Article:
Gaia is the word for "unity-of-life-processes". The experiment here is to unify the various threads of voice and sense of self together into an undivided unity. Spirituality, economics, politics, science and ordinary life interleaved.

Tuesday, April 16, 2013

Contemplate This: Rob Yueng On the FASTER Way to Resolve Emotions; and On Emotional Writing

The FASTER technique is a thought record, a proven method for combating negative thoughts and becoming more centered.

When you feel in an emotional funk, take pen and paper and work through the 6 steps of the FASTER technique:

1. Feelings. Write down the unhelpful instincts, the tumultuous emotions you're experiencing. Be specific. Rate each emotion from 1 to 10 based on how strongly you feel each one.

2. Actions. How might your feelings be affecting your actions in unhelpful ways?

3. Situation. Describe briefly what happened to trigger those feelings. What were you doing? Who were you with? Who said or did something, or what is certain thoughts or feelings or images that triggered those unhelpful feelings?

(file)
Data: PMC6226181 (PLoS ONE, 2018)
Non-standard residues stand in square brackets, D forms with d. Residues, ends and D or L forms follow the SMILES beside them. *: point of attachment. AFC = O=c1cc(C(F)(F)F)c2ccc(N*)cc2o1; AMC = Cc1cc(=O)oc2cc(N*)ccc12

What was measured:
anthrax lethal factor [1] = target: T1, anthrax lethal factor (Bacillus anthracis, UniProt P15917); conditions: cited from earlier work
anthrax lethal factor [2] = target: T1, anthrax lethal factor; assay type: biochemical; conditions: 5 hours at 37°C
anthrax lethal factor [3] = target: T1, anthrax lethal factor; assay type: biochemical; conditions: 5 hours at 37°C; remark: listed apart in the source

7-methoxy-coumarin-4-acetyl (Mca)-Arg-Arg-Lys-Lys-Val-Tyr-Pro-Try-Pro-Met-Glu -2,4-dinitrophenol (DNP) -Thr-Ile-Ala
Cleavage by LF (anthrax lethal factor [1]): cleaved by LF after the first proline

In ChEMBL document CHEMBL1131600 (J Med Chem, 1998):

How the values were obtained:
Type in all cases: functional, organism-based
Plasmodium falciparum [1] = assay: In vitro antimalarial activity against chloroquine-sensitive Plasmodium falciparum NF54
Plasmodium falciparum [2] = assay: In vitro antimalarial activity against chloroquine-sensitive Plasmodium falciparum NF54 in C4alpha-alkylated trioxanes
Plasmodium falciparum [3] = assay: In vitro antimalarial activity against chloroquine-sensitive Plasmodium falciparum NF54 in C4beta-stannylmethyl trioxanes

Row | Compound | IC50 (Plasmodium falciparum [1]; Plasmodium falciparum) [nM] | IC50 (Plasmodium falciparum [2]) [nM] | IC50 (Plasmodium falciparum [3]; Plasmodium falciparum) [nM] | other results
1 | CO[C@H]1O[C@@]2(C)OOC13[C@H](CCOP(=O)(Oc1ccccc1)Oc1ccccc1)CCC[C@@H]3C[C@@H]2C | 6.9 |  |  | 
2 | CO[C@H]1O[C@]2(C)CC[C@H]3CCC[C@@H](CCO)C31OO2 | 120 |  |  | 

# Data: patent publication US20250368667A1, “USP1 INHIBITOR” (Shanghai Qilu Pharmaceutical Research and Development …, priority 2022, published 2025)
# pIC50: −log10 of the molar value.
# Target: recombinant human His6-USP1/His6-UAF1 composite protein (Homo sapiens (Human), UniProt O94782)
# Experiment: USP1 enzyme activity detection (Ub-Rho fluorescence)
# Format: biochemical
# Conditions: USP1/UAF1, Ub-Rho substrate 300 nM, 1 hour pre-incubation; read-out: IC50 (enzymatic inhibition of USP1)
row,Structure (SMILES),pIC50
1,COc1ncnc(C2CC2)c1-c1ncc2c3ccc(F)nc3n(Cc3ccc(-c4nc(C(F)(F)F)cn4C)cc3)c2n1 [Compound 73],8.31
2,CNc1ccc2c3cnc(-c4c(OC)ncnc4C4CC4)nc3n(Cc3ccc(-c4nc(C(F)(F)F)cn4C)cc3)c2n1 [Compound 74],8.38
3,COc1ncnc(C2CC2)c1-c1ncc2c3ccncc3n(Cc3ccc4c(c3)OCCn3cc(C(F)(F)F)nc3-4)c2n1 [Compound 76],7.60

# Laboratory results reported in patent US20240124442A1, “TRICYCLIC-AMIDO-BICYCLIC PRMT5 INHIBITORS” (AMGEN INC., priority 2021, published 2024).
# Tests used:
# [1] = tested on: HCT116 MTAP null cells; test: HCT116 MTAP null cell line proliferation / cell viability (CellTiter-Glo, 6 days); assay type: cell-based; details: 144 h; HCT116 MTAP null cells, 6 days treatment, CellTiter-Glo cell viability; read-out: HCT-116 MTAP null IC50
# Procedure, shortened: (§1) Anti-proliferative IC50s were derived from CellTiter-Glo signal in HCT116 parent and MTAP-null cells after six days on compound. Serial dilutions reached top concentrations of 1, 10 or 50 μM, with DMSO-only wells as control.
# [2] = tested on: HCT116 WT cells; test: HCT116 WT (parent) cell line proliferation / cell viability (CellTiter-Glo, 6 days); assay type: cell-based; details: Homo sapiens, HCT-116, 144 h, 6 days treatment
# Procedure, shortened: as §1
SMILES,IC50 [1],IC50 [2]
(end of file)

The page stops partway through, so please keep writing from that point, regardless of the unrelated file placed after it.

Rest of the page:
4. Thoughts. Write down the unhelpful thoughts that are running around in your head.

5. Evidence against your negative beliefs. Time to look for ways to contradict your unhelpful thoughts. Imagine your most supportive friend asking you questions like "Is that really true?"

6. Review feelings again. Do you feel less emotional, more centered?

On Emotional Writing. 
Writing about our experiences enhances our emotional and physical health. Based on research examining what makes for expressive writing, there are three important guidelines to follow:

- Go back to the episode, but take a few steps back and more away from the experience.
- Write about the meaning of the event and its implications rather than simply describing it again.
- Remember to look back on your situation with compassion.

Researchers found that words to do with insight (eg, 'realize', 'see', 'understand') and words to do with causation (eg 'because', 'infer', 'thus') were most strongly associated with benefits. People who merely described the situation or reported how they felt at the time reported fewer benefits.

These are quotes I was impressed by from Rob Yueng's book, 'The Extra One Per Cent', describes psychologically validated small changes that make massive differences, and I highly recommend all Doctor Yueng's writing.

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